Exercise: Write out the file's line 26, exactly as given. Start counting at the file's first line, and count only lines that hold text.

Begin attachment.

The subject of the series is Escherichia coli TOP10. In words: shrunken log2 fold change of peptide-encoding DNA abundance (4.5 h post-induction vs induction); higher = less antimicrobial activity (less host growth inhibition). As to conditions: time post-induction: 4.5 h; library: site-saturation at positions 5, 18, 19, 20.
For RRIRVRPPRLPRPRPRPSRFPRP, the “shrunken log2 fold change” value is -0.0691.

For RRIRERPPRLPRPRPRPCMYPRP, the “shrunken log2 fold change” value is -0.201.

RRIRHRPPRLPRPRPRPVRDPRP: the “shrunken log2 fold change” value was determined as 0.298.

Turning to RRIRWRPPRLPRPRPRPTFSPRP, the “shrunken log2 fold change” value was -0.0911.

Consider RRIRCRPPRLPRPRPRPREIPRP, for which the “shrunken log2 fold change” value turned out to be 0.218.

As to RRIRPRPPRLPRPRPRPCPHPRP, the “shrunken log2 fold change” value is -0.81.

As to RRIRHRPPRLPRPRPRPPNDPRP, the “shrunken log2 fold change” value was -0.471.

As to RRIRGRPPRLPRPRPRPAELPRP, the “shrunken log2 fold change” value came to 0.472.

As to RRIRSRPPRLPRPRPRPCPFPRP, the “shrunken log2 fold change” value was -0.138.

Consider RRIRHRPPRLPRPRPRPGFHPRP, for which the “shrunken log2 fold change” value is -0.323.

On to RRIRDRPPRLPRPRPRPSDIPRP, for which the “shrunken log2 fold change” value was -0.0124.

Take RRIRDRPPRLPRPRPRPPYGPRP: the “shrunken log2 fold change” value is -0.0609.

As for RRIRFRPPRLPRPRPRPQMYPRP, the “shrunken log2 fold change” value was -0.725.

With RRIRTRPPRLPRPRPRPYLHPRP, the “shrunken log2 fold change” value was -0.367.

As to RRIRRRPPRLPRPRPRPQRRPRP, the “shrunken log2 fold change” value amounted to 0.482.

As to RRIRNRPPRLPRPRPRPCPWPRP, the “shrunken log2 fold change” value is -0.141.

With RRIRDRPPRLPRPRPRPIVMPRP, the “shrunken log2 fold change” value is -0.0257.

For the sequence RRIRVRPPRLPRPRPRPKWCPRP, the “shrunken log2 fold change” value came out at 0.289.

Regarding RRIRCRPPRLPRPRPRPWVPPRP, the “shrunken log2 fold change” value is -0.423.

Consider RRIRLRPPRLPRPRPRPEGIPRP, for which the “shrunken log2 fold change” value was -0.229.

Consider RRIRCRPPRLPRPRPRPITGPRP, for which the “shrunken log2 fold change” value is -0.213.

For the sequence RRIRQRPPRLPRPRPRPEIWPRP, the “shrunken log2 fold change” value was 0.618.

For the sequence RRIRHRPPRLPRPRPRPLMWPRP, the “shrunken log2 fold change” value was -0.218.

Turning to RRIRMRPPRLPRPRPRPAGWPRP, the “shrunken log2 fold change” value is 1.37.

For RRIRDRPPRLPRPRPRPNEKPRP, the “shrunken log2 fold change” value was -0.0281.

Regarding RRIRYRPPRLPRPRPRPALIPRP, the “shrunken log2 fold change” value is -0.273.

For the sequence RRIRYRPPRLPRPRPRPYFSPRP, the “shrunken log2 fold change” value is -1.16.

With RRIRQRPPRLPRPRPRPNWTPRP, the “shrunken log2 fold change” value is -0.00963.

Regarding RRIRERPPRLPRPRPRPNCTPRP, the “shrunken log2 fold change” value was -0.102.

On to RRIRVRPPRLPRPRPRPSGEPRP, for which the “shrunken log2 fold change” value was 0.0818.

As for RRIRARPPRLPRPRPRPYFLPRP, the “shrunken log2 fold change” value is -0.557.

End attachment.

For RRIRDRPPRLPRPRPRPNEKPRP, the “shrunken log2 fold change” value was -0.0281.